U.S., Russia reach deal on new weapons limits

Treaty reducing nuclear arsenals expected to be signed next month

WASHINGTON – American and Russian officials have reached a deal to slash their nuclear arsenals after eight months of unexpectedly tough negotiations, sources close to the talks said Wednesday.

President Barack Obama and Russian President Dmitri Medvedev, who ordered the negotiations that started last July, still must sign off on details of the agreement, White House press secretary Robert Gibbs told reporters Wednesday.

The two presidents are expected to sign a treaty in Prague, Czech Republic, next month.

The new treaty will replace the Strategic Arms Reduction Treaty of 1991 and will set limits for the number of long-range deployed nuclear warheads, as well as the numbers of nuclear-capable bombers and missiles.

The two final obstacles were agreement on how to verify the size of the nuclear arsenals and the issue of missile defense. Neither government would explain how they solved those disagreements. They previously agreed to reduce the number of long-range nuclear warheads deployed by each nation from a ceiling of 2,200 to between 1,500 and 1,675.

The deal also would require each side to cut back their stock of strategic bombers and land- and sea-based missiles to 800, down from 1,600.

The deal is the biggest step so far in Obama’s effort to scale back the world’s nuclear arsenals, and it is to be followed later by other reductions from the United States and Russia. The U.S. and Russian arsenals represent 90 percent of the world’s total nuclear weapons.

Yet the difficulty of the negotiations was sobering for administration officials who came to the job with optimism about Obama’s ambitions. Some officials, who expected the negotiations would be smooth, confided privately during the negotiations that they had misjudged the Russian eagerness to craft a replacement treaty.

U.S. officials believed going into the negotiations that they would be relatively simple because both countries seemed to agree that they did not need their arsenals at the current size.

But as the talks went on, U.S. officials found their counterparts more demanding than expected on the terms of the deal and more suspicious of U.S. intentions. The Russians seemed to believe the Americans wanted the deal more than they did, and they sought to use that fact in the negotiations, U.S. officials have said.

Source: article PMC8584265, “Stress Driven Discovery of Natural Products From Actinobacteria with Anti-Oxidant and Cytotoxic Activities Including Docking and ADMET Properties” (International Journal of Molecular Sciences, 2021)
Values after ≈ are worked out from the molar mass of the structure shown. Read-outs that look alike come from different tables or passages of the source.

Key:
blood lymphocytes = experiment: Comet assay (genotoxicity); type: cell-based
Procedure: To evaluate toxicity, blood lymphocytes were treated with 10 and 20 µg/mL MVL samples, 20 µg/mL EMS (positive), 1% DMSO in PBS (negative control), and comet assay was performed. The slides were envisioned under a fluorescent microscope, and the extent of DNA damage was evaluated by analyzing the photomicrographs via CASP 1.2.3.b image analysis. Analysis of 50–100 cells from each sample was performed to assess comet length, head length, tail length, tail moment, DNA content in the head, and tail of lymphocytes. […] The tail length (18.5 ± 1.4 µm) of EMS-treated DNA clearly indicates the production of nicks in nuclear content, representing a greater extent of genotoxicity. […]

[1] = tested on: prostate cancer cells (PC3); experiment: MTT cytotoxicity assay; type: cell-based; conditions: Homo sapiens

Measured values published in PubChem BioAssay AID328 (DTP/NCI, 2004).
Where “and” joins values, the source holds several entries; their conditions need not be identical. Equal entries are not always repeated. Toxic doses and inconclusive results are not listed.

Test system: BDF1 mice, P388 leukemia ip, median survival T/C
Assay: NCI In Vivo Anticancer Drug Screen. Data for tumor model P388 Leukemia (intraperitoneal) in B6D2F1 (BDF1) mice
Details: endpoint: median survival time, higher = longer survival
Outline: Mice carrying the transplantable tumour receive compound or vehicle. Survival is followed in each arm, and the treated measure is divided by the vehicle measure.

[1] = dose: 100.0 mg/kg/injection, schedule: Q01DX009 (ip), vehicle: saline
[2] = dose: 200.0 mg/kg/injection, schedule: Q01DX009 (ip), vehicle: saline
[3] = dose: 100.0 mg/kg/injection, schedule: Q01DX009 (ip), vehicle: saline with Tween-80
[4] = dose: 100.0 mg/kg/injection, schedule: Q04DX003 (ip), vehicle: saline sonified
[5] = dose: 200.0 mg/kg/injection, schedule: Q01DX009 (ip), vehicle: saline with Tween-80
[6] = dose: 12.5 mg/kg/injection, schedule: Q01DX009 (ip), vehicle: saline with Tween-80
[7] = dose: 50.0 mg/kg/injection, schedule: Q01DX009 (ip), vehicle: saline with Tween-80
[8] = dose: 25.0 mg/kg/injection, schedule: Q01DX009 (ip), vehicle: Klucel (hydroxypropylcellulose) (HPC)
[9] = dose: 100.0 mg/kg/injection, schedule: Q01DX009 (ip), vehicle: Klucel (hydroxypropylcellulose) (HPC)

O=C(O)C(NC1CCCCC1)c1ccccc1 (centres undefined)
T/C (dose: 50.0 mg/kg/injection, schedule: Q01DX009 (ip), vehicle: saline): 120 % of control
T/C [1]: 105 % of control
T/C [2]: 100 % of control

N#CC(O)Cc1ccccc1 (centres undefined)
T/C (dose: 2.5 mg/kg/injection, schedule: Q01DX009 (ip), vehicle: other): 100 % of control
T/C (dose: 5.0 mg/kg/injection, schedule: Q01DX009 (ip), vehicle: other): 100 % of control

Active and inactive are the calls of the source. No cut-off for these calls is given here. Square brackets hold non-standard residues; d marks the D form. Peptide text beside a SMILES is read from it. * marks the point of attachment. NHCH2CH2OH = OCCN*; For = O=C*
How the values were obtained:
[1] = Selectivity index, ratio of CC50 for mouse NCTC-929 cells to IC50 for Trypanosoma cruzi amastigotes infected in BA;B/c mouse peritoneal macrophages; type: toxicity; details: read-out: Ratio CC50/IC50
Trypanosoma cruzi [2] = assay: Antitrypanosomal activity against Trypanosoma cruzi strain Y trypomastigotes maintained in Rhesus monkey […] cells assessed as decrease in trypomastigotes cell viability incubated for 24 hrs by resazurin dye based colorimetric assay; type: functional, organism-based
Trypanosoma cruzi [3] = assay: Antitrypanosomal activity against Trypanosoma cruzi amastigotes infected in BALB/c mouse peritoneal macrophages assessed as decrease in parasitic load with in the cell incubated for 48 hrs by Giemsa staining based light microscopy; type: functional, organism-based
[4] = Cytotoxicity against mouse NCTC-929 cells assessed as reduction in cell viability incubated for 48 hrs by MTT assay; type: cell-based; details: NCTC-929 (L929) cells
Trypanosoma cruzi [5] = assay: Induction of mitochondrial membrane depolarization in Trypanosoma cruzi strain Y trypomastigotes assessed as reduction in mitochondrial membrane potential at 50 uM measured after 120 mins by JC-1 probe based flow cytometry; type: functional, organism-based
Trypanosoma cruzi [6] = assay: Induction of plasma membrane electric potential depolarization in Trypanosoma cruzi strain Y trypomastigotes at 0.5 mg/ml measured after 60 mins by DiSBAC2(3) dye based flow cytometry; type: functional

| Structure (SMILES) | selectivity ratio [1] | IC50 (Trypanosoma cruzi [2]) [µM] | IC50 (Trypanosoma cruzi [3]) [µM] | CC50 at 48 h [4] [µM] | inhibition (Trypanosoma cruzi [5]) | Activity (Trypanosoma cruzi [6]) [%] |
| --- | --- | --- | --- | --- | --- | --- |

There also seemed to be complications arising from differences among Russian leaders themselves. In recent months, Russian leaders have expressed different views on American missile defense plans.

Moscow has been deeply concerned for years about U.S. plans for an anti-missile umbrella, fearing it could, if expanded later, neutralize Russia’s huge arsenal of offensive missiles.

Russian officials were angry about Bush administration plans for a missile-defense system that was to be deployed in Poland and the Czech Republic. The U.S. said the shield was intended to counter Iran’s missile program, but Russian officials feared that stationing an anti-missile system in former Soviet allies would encroach on Moscow’s area of influence near its borders. Obama agreed last year to cancel the program.

One knowledgeable source said that “95 percent of the agreement has been done for a long time. It was that last 5 percent that was the doozy.”

Conservatives are likely to study closely the language on provisions for verifying that the Russians scale back their arsenal. The verification provisions are far briefer than they were during the Cold War, when the two countries had far bigger arsenals and greater fears of each other.

But the provisions remain complex enough that they consumed much of the time involved in crafting the deal, the sources said.

John Isaacs, executive director of the Center for Arms Control and Nonproliferation, said he was optimistic that the treaty would clear the Senate. But the next round of negotiations with the Russians “will be more challenging,” he said.

Russia sought to force the United States to abandon a modified missile defense plan but ended up settling for language in the treaty saying that the size of offensive arsenals must be tied to the size of anti-missile defenses.

Success on the treaty is likely to boost Obama’s broader nonproliferation effort. The administration is aiming to convince smaller non-nuclear states that they do not need nuclear arms; this deal will strengthen U.S. arguments that the nuclear states are doing their part to reduce the world’s nuclear inventory.


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